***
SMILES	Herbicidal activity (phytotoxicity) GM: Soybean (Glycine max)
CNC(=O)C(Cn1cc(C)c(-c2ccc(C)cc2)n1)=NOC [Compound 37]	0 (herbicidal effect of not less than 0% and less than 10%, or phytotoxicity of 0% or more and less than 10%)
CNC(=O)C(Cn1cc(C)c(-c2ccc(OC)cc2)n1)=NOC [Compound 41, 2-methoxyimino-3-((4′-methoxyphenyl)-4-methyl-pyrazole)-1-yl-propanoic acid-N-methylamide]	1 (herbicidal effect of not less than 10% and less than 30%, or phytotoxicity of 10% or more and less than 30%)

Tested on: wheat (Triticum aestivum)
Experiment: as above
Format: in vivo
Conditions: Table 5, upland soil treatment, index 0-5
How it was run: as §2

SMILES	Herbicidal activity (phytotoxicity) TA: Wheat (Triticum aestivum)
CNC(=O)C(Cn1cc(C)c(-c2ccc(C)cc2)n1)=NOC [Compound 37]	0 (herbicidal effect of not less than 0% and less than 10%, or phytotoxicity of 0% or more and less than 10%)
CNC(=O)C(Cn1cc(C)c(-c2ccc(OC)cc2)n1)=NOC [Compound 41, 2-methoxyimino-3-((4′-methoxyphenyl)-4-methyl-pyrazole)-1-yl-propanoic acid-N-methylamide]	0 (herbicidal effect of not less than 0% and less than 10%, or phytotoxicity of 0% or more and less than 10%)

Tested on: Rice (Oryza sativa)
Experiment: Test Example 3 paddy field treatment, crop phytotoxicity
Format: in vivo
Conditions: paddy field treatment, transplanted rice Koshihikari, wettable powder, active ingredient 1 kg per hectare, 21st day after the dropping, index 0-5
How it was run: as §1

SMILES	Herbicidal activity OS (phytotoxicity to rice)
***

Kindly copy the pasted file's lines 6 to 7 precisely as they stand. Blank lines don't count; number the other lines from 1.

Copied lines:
Format: in vivo
Conditions: Table 5, upland soil treatment, index 0-5